If you’re new to invoicing, you may assume that’s simple and straightforward. Just send a client or customer a piece of paper asking for money. Easy, right? The truth is, invoicing is a little more complex than that. One little mishap could prevent the bill from being paid by the due date. Even more detrimental, these mistakes could harm your reputation so much that you’ll lose out on repeat customers or referrals. To ensure that you always get paid on-time, and keep more money flowing into your business, here are 10 invoicing mistakes that you can’t afford to make.
1. Waiting or forgetting to invoice.
The sooner you invoice, the sooner you’ll get paid. It’s that simple. After all, money isn’t going to just magically appear in your banking account. However, one of the biggest of the 10 invoice mistakes is waiting to invoice. Most often, you forget to get it done.
And, the longer you wait to invoice, the less likely the bill will be paid. In fact, only 18 percent of invoices that have gone past within 90 days will get paid.
At the same time, I also understand that invoicing isn’t the most exciting of tasks. But, it’s a necessary evil if you want to be compensated for the products or services you sold. How else will you keep cash flowing into your business?
Make it a point to send an invoice immediately following the completion of job. However, if you’re sending out multiple invoices per week, it’s probably a better move to set aside a specific day to handle all of your invoicing. Believe it or not, invoices sent on weekends are generally paid within 29 days, a full 10 days faster than invoices sent on Tuesdays, Thursdays and Fridays.
If you bill monthly, you should issue invoices on the 1st of the month as opposed to the end of the month.
Finally, if you’re creating the same invoice, for the same client each month then you’re better-off finding an invoicing platform that allows you to create recurring invoices.
2. Forgetting to include due dates.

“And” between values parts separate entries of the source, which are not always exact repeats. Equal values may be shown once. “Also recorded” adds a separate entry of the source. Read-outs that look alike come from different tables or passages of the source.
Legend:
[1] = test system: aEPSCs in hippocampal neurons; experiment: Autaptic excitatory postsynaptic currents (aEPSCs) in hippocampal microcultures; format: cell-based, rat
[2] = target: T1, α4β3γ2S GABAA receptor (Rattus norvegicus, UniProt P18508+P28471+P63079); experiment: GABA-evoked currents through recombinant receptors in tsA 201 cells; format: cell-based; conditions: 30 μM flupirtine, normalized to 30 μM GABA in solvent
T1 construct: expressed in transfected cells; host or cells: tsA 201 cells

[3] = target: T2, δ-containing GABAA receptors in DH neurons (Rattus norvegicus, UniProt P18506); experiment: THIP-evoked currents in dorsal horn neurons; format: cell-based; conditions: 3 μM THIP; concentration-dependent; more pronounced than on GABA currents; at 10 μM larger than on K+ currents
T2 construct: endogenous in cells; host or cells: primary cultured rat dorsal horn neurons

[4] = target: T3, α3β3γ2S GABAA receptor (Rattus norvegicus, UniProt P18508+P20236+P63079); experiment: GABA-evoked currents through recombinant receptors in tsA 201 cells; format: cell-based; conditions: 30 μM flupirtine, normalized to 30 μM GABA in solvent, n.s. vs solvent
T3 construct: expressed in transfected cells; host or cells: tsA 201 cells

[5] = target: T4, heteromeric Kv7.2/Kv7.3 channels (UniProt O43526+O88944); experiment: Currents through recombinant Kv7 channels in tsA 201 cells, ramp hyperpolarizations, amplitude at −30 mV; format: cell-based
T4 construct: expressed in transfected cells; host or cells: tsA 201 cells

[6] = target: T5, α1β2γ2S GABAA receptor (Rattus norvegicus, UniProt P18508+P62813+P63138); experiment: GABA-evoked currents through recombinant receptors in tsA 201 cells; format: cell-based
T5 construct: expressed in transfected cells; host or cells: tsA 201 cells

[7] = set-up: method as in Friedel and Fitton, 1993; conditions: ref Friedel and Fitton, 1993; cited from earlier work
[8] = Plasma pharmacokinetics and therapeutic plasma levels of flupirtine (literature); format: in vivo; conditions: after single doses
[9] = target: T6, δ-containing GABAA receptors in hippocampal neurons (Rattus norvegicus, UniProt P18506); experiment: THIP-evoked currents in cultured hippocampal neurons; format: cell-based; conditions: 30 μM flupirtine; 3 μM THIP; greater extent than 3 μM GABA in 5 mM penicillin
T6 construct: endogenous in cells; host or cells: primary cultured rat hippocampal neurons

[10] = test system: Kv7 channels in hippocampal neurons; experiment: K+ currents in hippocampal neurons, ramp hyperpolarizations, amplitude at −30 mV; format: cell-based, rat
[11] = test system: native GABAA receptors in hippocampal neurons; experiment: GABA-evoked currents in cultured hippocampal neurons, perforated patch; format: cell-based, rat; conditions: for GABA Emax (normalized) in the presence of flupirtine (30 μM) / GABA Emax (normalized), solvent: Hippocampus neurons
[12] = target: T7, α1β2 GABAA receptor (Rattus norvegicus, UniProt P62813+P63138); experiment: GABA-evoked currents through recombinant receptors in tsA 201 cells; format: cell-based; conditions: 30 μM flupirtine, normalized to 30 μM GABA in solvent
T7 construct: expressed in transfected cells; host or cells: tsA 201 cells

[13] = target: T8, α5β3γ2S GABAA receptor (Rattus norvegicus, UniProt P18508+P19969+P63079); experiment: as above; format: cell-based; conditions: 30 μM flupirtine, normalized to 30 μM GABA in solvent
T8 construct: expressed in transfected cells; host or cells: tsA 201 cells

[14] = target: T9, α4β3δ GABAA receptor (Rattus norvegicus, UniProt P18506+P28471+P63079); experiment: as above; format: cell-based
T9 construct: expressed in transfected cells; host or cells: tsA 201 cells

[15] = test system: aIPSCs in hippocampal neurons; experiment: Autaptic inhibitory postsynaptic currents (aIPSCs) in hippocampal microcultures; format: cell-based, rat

Did you know that you’re eight times more likely to be paid on time if you include a due date on your invoice?
This may seem like one of many innocent invoicing mistakes, but as you can see, it can be costly. Always make sure that you include a day on your invoices so that it triggers a sense of urgency for the recipient. Preferably, it should be an exact date, such as “Due on June 1.”
Bonus tip: Offer an incentive, like a fire percent discount, if the bill is paid before the due date.
3. Not proofreading.
It’s definitely worth the extra couple of minutes to double check your invoices. You want to check your spelling, linguistic use, and grammar. Most importantly, you want to be sure that the amounts are correct. This not only demonstrates your professionally, it also guarantees that you’ll be paid the correct amount.
If applicable, avoid miscalculations involving taxes and fees. Forgetting or miscalculating these taxes or fees could result in you having to eat these costs if your client completes the payment.
4. Surprising your clients and customers.
Coming home to a surprise birthday party is an example of a good surprise. A bad example? Opening a bill and being charged more than you expected.
Prior to working with a client, it’s best that you go over any possible additional charges, like taxes or delivery costs. It probably won’t be an exact figure, but at least these charges won’t completely throw the customers off-guard.
If you do incur additional expenses while working with a client contact them and make sure that it’s alright to proceed. This way there aren’t any disputes when they review the bill and will pay it on-time.
5. Lazy itemizing.
“All-in-one” can be great when it comes to printers or kitchen gadgets. But, not so much when it comes to invoicing.
If you send an invoice that contains several projects, tasks or other items, then it wouldn’t make to just ask the other party to pay lump sum without explanation. How can they be sure that they’re being charged appropriately? This is one of the biggest invoicing mistakes that can be avoided.